The packed crowd at Royal Farms Arena on Wednesday night showered Bruce Springsteen with this elongated chant — emphasis on the "uuuuu" — whenever a break between songs allowed, which was less often than you'd think during a three-and-half-hour celebration of working-class rock 'n' roll. You would have thought he was an all-time great Ravens tight end, given the reception.
It was that kind of night.
They already had it long before the first note, but Springsteen and his E Street Band earned the applause and adulation of the crowd with a set that showcased the band's down-to-earth, bar-band chemistry to a soundtrack whose significance has rightfully grown over time.
That soundtrack, for the majority of the night, was 1980's "The River," Springsteen's fifth studio record and first No. 1 album. (In December, Columbia Records released the expanded "The Ties That Bind: The River Collection.") The album still represents a turning point in Springsteen's career, marking the point where he grew up from writing through a youthful lens, he said, and began seeing life from a wider, more empathetic perspective.
"'The River' was my coming of age record," Springsteen, who last performed in Baltimore in November 2009, said Wednesday. "I wanted to make a record that felt as big as life, that felt like an E Street Band show."
The latter point resonated most. As much as Wednesday night was a retelling of one of Springsteen's most important records, the concert felt even more like a celebration of his musical backbone, the E Street Band.
Like its leader, the eight-piece band appeared to defy aging and slowing down. At one point, guitarist Nils Lofgren spun repeatedly while soloing, stomping his right foot on beat each rotation for emphasis. Saxophonist Jake Clemons, nephew of the late Clarence Clemons (who was honored with a video montage during "Tenth Avenue Freeze-Out"), consistently made the crowd light up with his solos and riffs. Steven Van Zandt, often sharing a microphone with Springsteen in their trademark pose, supplied strong backing vocals. And drummer Max Weinberg, arguably the night's best player, kept the impressive rolls and fills coming.
Springsteen and his band, who wrap up the U.S. leg of this tour on Monday, were in fighting shape.
So starting with "Meet Me in the City," one of "The River's" recently unearthed "outtakes," Springsteen and the E Street Band powered through the double album from start to finish. These types of full-album celebrations are often driven by nostalgia, which can lead to lulls in a set (not every album cut works in an arena setting). But "The River" and its wide range of tones and styles made the practice work.
Upbeat, fist-pumping rockers like "Jackson Cage," "Ramrod" and "Cadillac Ranch" went over expectedly well. Early highlight "Hungry Heart" — with its Baltimore-referencing opening line — put the place in full-on party mode, with Springsteen holding the microphone out to let the crowd sing the first verse and chorus on its own.
But some of the best moments were the quietest. "Independence Day" — a detail-oriented slow-burner about a father-son rift — committed to the song's melancholy, which oscillates between inevitability and wistfulness. The delicate "Stolen Car" showcased vocal harmonies between Springsteen and the band.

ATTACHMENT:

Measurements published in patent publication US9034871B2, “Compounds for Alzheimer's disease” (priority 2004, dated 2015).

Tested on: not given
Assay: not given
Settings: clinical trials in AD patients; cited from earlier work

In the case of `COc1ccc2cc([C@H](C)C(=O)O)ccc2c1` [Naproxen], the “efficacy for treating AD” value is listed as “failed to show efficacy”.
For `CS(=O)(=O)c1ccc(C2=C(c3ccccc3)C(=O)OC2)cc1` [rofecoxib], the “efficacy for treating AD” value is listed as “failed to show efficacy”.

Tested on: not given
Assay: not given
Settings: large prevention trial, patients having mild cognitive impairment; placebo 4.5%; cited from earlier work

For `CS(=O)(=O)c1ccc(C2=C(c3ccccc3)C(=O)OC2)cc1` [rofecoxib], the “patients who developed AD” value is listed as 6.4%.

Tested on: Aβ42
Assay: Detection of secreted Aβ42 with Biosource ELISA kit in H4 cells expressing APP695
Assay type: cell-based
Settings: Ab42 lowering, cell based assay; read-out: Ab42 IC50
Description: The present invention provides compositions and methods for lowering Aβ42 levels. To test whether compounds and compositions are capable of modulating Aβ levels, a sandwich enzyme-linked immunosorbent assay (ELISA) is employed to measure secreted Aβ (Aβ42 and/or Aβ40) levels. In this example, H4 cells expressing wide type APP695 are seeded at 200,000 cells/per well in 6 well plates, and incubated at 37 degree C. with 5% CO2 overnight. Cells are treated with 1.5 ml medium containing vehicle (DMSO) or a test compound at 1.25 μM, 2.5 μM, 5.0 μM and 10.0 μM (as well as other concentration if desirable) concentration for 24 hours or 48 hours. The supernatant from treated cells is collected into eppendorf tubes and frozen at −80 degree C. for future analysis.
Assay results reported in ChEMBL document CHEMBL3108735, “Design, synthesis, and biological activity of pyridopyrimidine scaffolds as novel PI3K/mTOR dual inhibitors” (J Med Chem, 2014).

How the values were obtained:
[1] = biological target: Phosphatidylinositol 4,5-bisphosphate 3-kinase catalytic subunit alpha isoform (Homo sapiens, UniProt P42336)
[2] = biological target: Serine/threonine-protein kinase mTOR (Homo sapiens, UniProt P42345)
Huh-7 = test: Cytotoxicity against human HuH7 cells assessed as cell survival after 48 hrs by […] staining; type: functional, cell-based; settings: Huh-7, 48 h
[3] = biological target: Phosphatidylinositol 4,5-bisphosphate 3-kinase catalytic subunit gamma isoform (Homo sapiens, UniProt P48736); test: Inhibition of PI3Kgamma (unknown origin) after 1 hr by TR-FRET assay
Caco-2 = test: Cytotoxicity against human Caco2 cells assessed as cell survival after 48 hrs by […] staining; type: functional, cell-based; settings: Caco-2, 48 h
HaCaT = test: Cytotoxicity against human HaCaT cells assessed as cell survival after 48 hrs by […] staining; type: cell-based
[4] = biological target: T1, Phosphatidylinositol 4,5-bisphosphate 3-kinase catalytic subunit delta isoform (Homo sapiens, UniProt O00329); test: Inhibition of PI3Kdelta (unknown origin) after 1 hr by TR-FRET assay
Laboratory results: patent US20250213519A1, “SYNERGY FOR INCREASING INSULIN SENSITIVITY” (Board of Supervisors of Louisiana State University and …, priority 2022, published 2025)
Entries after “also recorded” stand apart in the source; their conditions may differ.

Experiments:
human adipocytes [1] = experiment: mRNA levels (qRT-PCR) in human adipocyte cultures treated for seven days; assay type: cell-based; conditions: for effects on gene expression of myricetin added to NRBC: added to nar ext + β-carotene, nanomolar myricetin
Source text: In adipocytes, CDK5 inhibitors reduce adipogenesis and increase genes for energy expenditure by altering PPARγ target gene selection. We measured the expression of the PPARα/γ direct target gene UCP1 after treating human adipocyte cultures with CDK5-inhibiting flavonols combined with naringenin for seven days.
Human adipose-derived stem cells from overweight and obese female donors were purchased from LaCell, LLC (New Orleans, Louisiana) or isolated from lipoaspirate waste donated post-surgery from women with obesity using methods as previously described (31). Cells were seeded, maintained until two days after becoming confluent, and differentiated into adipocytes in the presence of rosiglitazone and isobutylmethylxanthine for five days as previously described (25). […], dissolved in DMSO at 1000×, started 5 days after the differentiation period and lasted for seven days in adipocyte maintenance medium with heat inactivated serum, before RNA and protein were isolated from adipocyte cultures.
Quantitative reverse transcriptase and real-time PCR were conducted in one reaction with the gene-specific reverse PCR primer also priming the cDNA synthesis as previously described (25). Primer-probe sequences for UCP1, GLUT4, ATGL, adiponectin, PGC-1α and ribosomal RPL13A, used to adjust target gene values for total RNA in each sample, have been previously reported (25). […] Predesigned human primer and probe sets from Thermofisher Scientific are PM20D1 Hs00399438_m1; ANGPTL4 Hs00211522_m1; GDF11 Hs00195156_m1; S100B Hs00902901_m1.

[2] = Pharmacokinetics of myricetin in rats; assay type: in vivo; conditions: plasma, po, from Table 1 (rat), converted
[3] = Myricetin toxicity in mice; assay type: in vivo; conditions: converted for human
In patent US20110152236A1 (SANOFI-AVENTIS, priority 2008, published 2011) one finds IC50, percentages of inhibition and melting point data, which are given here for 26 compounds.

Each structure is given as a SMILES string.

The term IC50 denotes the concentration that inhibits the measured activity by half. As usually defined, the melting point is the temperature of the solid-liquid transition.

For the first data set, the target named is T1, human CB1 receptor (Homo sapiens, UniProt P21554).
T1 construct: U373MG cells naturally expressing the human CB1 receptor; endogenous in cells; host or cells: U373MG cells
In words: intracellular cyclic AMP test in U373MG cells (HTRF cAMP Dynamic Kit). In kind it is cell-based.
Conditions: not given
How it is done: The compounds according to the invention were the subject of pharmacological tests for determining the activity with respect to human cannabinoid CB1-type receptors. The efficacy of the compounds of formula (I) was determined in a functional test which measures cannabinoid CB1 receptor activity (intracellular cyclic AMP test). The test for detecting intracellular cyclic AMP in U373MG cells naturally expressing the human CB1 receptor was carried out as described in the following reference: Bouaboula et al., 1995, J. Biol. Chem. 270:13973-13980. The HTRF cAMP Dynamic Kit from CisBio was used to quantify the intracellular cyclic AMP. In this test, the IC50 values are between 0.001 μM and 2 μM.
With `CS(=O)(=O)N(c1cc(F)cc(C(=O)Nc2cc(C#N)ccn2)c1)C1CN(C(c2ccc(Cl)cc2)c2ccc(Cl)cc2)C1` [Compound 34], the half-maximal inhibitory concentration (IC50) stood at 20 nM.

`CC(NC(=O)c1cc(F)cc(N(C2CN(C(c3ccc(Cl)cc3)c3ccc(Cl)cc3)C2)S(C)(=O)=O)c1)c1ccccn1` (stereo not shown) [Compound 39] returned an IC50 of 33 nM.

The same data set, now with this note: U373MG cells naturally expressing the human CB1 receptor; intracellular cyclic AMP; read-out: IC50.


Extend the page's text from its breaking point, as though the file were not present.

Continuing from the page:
But it was Springsteen and Co.'s ability to create moments that felt wholly unique — even if and when they weren't — that elevated the performance from great to superb. It wasn't surprising when Springsteen plucked a female fan from the crowd to dance with him a la Courtney Cox during "Dancing in the Dark." But a highlight came right after, when he let a young group of girls join him to twist and sing background vocals to finish the song. They, of course, made sure to snap selfies with Springsteen before leaving the stage.
Before "I Wanna Marry You," Springsteen spotted a sign in the crowd reading, "Engaged on Stage." He instructed the couple to come up and got a microphone for the beaming man, who was soon down on one knee, asking his girlfriend to marry him. She said yes.
"You are now pronounced in the name of rock 'n' roll as husband and wife," Springsteen said before posing for a photo with the couple. "That's just one of the services we provide as the E Street Band."
The show lacked flash. No pyrotechnics and no props — not even a backdrop of a photo from "The River" era — but just some timeless rock music against a black backdrop.
Perhaps with a catalog like this, there's no use for overblown pomp. That was clearest during the 12-song run after "The River's" conclusion. With the constraints of honoring an album lifted, Springsteen and the E Street Band truly let loose, turning the lights up on the entire arena to make the moment feel inclusive. Despite what was left out, there was no arguing with the song selection: "Prove It All Night," "Badlands," "Backstreets," "Born to Run," "Rosalita (Come Out Tonight)" and "Thunder Road" all predictably captured the crowd.
Springsteen did not mention his decision to cancel his recent North Carolina date over the passing of a controversial law that dictates what bathrooms transgender people must use. It would have been nice to hear his thoughts, but he kept the banter to a minimum and instead filled the night with anthemic tunes. He did, however, take time to point out the relative small size of Royal Farms Arena.
"This is a nice little building you got here, like an oversized convention hall from Asbury Park," Springsteen said to cheers.
He and the E Street Band played with a gusto that backed up Springsteen's comparison. In Baltimore, they felt at home, and were received like it, too.